Excerpts from Jim Conrad's
from the the June 14, 2009 Newsletter, issued from the Siskiyou Mountains west of Grants Pass, Oregon:
Above if you know your wildflowers you might guess that what you're seeing is one of the many "wild onion" species, genus Allium, especially if you crush a leaf and smell the distinct onion odor. That onion smell is convincing because closely related genera don't have it -- convincing even when you look closely into the flower and see its very unusual filaments -- the stamens' anther-bearing stems -- shown below:
In that picture the green, spherical thing is the ovary, then right below the ovary arises a cup-like structure with six pointy teeth along its rim. The cup-like structure is composed of the six stamens' filaments. The points along the rim are small anthers, the baglike items that open to release pollen. A normal stamen's filament is slender and matchstick-like, but here the filaments flatten out and form a bowl or crown above the six white tepals making up the flower's white "corolla." Those filaments are really un-onion-like and in the online Flora of North America I couldn't find a single Allium species among the 96 species described with filaments like them. But, there was that odor of onion...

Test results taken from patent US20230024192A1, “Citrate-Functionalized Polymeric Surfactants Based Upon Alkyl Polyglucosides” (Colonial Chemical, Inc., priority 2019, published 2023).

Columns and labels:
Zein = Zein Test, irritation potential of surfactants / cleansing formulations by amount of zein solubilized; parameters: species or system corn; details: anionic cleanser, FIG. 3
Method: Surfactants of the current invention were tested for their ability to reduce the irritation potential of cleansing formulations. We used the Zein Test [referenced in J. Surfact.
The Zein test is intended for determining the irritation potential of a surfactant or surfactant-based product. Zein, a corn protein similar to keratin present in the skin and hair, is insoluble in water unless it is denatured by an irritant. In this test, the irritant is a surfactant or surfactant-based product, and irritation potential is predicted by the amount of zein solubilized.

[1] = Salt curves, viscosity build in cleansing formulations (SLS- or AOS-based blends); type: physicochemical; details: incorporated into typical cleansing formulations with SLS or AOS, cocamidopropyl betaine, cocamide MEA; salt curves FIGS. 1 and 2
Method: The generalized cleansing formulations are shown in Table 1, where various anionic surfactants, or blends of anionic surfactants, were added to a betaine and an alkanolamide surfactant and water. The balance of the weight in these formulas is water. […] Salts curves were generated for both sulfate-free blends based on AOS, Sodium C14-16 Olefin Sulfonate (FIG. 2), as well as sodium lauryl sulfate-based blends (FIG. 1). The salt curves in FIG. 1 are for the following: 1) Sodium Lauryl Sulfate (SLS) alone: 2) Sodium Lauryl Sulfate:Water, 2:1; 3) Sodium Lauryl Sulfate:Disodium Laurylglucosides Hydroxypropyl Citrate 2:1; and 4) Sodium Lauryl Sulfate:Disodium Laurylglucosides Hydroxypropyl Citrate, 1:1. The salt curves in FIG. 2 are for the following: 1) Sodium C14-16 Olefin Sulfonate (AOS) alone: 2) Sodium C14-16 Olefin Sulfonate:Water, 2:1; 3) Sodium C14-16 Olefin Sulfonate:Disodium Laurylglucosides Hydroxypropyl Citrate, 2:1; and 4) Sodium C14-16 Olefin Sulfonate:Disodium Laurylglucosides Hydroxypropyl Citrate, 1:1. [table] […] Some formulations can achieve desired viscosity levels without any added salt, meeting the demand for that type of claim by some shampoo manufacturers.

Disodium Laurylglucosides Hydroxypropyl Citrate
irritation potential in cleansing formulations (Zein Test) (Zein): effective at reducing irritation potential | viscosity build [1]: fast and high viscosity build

After an unconscionable amount of time trying to make what's in the picture into an onion, finally it dawned on me that on the morning I'd smelled the flower's oniony odor I'd made myself a good old onion sandwich, so of course my fingers had smelled of onion!
What's in the picture goes by such names as White Brodiaea, Hyacinth Brodiaea and Wild Hyacinth, but in my case the most appropriate common name is Fool's Onion. It's TRITELEIA HYACINTHINA, closely related to the onions, and rather commonly occurring in a variety of low, moist soils, even along roadsides, throughout the Western states.